In the context of God revealing the creation story to Moses who in turn wrote it down in his five-book history (the first five books of the Old Testament) of the children of Israel, I believe God is making two main points. First, God created it all out of nothing. As God is setting the foundation for Israel’s pattern of worship, He is identifying Himself as the One True Creator of everything. It is as if God is refuting the message that may have informed the children of Israel in their 400 years of captivity in Egypt by saying, “You know all those things the Egyptians worship as gods? They are not gods. They were all created by Me. Specifically, the sun, the moon, the stars, the animals – all these things the Egyptians worshiped – I made them. I am the One True Creator God.” This monotheistic Creator God was a unique idea for its time in history and critical to Israel’s understanding of the One True God.
The second main point of God’s creation story is that man is a unique creation; created in the image of God Himself. Man is a special creation who somehow carries the image of God, the Imago Dei, inside him. You were created, separate from the animal kingdom, to bear the very image of God. This is the second important message of Genesis chapter one.
With these two critical messages in mind, I still do not have a good answer for the length of “days” of Genesis 1 or how the order of the “days” fits a progressive creation. But not being able to fully understand or resolve an exact timeline does not take away from these two clearly articulated facts of God’s revelation about His creation. 1) God created it all out of nothing, and 2) God created man, special and separate, in His own image.
The absolutely fascinating part to me is that when I look at the science, I see these same two facts confirmed. I have already written here about how I see the Big Bang theory fitting perfectly into the idea that God created the world from nothing. And moving on from there, evolution as a creative process would have been impossible without the supervising hand of God. In my opinion, the science of geology, biology, chemistry, physics, and astronomy all point to the handiwork of the Creator God and the “genius of the God who did it that way.”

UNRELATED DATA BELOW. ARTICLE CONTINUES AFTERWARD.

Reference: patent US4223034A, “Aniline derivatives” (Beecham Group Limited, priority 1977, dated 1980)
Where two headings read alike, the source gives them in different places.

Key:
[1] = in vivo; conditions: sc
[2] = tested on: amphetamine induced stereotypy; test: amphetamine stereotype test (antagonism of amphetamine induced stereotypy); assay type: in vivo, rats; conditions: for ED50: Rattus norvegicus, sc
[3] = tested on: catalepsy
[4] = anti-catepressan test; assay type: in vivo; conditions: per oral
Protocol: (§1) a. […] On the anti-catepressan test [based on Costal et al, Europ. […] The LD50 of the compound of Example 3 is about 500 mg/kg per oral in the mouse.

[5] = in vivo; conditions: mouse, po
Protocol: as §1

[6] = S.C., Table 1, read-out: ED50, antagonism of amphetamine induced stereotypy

At the risk of digressing, think about the eye for a moment. We used to use the complex design of the eye as evidence against evolution, and as evidence against a random natural selection form of evolution we were exactly right to do so. Where I would take the argument today is not that the evolution of the eye is impossible, but that if evolution of the eye is how it happened, God was at work in the intricate design and creation of the eye no matter the time frame for its creation.
Alan Rogers, in his book The Evidence for Evolution tries to make the case for the evolution of the eye by natural selection. In my opinion, his chapter on the eye reads like a fairy tale. Despite his book being somewhat helpful in the big picture of how things appear to have evolved, when he dives into the natural selection aspects of things he is way off the mark. A designer is required for the eye and a million other complex aspects of evolution. I think the theories of the Big Bang and evolution actually support the belief that God created the world out of nothing.
Now on point two – man is a unique creature made in God’s image – we are again supported by science and the simplest of observations. Without the Bible, we would not know that our unique image came from God Himself. But even without knowing the “who”, the fact that man is unique from the rest of the animal kingdom is so obvious that it almost requires no discussion. Our personality, vocabulary, intelligence, dominion, ingrained morality, and recognition of beauty are just a few of the ways we are unique. And our ability to operate in ways that are aesthetically and morally beautiful has no basis in the world of random natural selection. We only operate in those ways because we bear the image of God inside.
I remember a few years ago when the science community was celebrating that a chimp had learned to recognize over 200 words after 25 years of training. The observation was meant to convince us of our similarity to the ape world. I looked at my toddler who was learning about 200 words a week and thought, “Not really buying the intelligence similarity”. I believe the science of human psychology and physiology fully supports that we are made in the image of our Creator.
So where does that leave us? I think that even in the area of evolution we are back to the strong marriage analogy for the agreement of science and the Bible. I think it is important when viewing the science objectively to not come at the topic with a preconceived notion of the only way God could have done things. We actually limit God if we insist on only one way He could have done the job. True science is a wonderful world of discovery where we learn that, “The more we study and understand the universe, the more we recognize the genius of the God who did it that way.”